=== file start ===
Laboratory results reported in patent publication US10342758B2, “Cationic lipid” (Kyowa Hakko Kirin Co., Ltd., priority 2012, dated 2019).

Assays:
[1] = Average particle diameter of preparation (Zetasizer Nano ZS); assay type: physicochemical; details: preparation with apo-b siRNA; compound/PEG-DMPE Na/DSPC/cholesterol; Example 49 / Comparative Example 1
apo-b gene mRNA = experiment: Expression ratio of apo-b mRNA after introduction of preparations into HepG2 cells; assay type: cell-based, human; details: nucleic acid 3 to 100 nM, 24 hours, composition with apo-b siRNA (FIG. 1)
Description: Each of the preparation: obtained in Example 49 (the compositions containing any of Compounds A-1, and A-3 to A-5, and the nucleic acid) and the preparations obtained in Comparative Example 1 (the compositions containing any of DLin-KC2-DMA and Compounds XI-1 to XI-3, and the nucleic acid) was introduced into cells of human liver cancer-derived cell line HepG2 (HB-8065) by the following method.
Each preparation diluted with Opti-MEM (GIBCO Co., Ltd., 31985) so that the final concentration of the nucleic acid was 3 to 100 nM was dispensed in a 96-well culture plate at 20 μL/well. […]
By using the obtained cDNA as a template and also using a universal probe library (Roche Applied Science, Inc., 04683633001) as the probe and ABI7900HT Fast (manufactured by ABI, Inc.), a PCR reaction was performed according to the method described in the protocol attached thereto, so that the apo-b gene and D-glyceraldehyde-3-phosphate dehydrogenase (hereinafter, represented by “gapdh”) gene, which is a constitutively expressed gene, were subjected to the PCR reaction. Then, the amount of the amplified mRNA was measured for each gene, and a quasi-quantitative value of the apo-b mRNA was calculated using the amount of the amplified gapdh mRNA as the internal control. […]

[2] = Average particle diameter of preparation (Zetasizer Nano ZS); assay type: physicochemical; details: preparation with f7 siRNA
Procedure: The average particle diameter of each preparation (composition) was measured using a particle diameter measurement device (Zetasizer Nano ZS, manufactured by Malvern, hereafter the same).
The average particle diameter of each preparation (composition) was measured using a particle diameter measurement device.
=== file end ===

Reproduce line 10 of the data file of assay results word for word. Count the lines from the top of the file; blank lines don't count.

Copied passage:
The average particle diameter of each preparation (composition) was measured using a particle diameter measurement device.